Announced in 2014 to provide an opening for some of the most well-loved chasers in training, the Veterans’ Chase Series has become a fixture of National Hunt racing ever since.
It is a twelve-race series of contests for chasers aged ten and upwards and rated from o-150, with a final held in January.
Following on from the Tolworth Novices’ Hurdle, the final is staged at Sandown this Saturday at 3.00, live on ITV. We’ll have tips for this and all the rest of the horse racing, including our NAP Of The Day. Here’s the lowdown –
2015 -The inaugural running went to David Pipe’s Soll. He landed the second and fourth legs of the Series at Exeter and Newbury respectively in February 2015. Sent off 7/1 for the Final at Sandown in January 2016, he stayed on strongly to overcome the Venetia Williams’ trained Aachen.
2016 – One of the most popular horses in training landed the Series. Charlie Longsdon’s Pete The Feat had finished second in the third leg but only managed a distant tenth at Ascot in April. He put that form behind him at Sandown the following January, running out a cosy winner under a light weight at odds of 20/1. He finished second in the 2018 edition but failed to complete last year.
2017 – Buywise ended a three-year losing streak when scoring here. Held in tenth in the first leg of the series, he stayed on strongly under a smart ride from Leighton Aspell to collar the then fourteen-year-old Pete The Feat in the finale.
2018 – The dual Grade Two winner Houblon Des Obeaux ran out a mightily impressive winner under Charlie Deutsch. Venetia Williams’ veteran was rated seven pounds lower than when finishing third in a qualifier at Ascot the March previous. He unfortunately lost his life at Sandown last month.
- Leg One – The first leg of this year’s series was cancelled due to the equine flu.
- Leg Two – Nicky Richards’ Looking Well got his head in front for the first time in three years when scoring at Doncaster in February.
- Leg Three – Newbury held the next leg which went the way of Carole’s Destrier, trained by Neil Mulholland.
- Leg Four – The Richards’ yard once more landed the spoils with Takingrisks. A cosy winner at Carlisle, he followed that with a 25/1 success in the Scottish National.
- Leg Five – David Pipe’s Rathlin Rose ended a poor run of form with success at Ascot. He’s returned to his inconsistent self ever since that victory, beaten a long way in the ninth leg in November.
- Leg Six – Hammersly Lake landed a three-runner race with the minimum of fuss at Fakenham in April. Sadly, the eight-time winner lost his life the month following.
- Leg Seven – Off since finishing down the field in the Grand National, Vieux Lion Rouge made a winning return to action at Chepstow in October.
- Leg Eight – Trained by Venetia Williams, Burtons Well returned from a 664 day break with a career best performance at Aintree.
- Leg Nine – Last year’s winner Houblon Des Obeaux ran out a stylish victor at Sandown.
- Leg Ten – Evan Williams’ King’s Odyssey scored narrowly at Warwick.
- Leg Eleven – The weather claimed the eleventh leg at Leicester
- Leg Twelve – Claud And Goldie defied an eight month absence with a strong finish to land the twelfth leg.
Houblon Des Obeaux
The 2019 Series’ Finale will be held in memory of Houblon Des Obeaux, who tragically lost his life in the London National last month. Trained by Venetia Williams, he ran out a mightily impressive winner of the 2018 Finale. All looked set for a defence of his crown having returned to action in November with a facile win at Sandown.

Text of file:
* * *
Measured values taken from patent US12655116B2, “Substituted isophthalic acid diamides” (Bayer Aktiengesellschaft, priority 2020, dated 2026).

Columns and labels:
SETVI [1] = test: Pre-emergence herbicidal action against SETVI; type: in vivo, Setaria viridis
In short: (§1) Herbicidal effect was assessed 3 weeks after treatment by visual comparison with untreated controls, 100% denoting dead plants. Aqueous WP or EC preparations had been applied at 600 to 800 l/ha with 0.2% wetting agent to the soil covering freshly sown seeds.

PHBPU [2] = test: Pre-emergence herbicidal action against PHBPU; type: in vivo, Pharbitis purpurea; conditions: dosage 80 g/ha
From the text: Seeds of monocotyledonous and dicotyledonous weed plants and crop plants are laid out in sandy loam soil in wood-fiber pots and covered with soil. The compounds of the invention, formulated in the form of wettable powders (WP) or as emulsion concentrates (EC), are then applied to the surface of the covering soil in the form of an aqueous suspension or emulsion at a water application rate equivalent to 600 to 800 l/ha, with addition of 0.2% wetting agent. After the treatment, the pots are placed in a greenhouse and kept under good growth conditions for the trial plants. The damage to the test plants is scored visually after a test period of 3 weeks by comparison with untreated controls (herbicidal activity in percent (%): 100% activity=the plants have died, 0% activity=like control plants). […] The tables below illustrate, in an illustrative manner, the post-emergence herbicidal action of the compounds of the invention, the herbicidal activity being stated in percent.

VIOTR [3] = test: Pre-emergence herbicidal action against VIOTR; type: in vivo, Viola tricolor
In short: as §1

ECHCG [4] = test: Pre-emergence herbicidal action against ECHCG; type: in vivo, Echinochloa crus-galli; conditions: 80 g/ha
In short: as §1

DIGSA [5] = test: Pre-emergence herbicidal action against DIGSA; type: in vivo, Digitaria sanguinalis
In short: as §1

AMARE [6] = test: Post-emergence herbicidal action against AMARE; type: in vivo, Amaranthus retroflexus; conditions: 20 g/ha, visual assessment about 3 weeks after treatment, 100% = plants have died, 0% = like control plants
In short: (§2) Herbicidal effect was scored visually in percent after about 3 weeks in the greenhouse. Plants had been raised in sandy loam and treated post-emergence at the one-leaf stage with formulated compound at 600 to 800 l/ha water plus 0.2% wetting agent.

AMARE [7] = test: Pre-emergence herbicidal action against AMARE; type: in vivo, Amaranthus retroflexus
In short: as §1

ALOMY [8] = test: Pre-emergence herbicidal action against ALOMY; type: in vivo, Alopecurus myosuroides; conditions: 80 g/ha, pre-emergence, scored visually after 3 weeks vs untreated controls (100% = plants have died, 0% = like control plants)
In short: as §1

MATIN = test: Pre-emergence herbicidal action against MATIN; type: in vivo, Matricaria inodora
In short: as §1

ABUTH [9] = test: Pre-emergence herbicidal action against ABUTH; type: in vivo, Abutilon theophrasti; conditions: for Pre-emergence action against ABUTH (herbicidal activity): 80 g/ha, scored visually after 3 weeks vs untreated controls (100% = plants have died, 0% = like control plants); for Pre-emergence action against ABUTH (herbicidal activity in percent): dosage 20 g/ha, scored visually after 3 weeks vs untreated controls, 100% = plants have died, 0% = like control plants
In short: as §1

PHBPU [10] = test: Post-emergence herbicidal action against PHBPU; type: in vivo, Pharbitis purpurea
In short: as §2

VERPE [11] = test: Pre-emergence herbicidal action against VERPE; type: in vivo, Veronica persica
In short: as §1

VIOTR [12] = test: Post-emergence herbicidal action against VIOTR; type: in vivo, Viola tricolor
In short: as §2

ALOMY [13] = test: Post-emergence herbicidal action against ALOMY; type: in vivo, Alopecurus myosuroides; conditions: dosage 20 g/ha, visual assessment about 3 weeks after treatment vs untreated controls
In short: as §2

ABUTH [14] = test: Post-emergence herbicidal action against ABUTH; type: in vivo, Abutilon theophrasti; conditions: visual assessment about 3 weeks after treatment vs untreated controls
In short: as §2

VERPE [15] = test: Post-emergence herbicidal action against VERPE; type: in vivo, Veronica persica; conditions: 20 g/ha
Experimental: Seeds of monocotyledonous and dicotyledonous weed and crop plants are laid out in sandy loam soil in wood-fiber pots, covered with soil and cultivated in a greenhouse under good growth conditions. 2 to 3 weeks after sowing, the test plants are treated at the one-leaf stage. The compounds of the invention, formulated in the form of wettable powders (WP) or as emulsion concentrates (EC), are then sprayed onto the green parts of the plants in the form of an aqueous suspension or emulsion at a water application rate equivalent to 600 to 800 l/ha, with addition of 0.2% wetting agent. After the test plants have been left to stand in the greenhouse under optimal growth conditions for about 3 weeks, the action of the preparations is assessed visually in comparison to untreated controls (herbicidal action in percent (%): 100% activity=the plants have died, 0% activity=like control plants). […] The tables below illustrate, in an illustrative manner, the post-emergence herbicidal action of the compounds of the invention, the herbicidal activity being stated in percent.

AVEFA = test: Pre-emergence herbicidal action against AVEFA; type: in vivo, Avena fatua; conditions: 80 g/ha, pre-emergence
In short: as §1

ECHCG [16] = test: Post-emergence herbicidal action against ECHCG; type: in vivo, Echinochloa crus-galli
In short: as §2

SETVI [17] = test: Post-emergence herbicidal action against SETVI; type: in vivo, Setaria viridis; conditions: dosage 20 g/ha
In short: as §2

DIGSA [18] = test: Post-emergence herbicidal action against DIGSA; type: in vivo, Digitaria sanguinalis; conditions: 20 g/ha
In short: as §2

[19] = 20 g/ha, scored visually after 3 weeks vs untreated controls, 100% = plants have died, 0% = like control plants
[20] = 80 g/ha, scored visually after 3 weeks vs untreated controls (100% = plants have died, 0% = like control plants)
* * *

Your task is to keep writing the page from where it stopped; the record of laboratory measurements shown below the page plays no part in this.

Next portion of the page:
Grade One placed as a juvenile hurdler, he provided connections with years of success. He landed a Grade Two over fences the following year and entered the illustrious roll of honour of the Denman Chase when winning the 2016 edition by twenty-eight lengths.
He was exactly the type of horse for whom the Veterans’ Series was created. Still enjoying his racing despite entering the twilight of his career, the series provided him with another big day in the sun last January. He will be sorely missed by both connections, and the wider racing world.
The current favourite is the Anthony Honeyball trained Jepeck. The eleven-year-old could only finish second in the fourth leg back in March when behind Takingrisks. He’s been in fine form this winter over hurdles however, landing two novice contests on testing ground. A mark of 132 is far from excessive for the relatively lightly-raced gelding.
Evan Williams’ King’s Odyssey landed the tenth leg at Warwick in November. He only had half a length to spare there when ahead of Smooth Stepper. A five pound rise will demand a personal best performance from the son of King’s Theatre.
A couple at the foot of the weights are of definite interest. Nick Williams’ Horatio Hornblower arrives here seeking a three-timer. Partnered by Chester Williams in both runs this season, he made light work of a soft ground handicap at Ffos Las on his return. It wasn’t quite as straight forward at Doncaster last time, but he rallied gamely late on to score when giving weight to the field.
Fourth in a Grade Three from a mark of 133 in November 2017, Dark Flame was having his first run since when chasing home Houblon Des Obeaux in the ninth leg. That was a huge run returning from a 736 day lay off. He backed that effort up with a second in the infamous void race at Sandown. With the form of that race franked by Doing Fine, he’s a hugely interesting contender.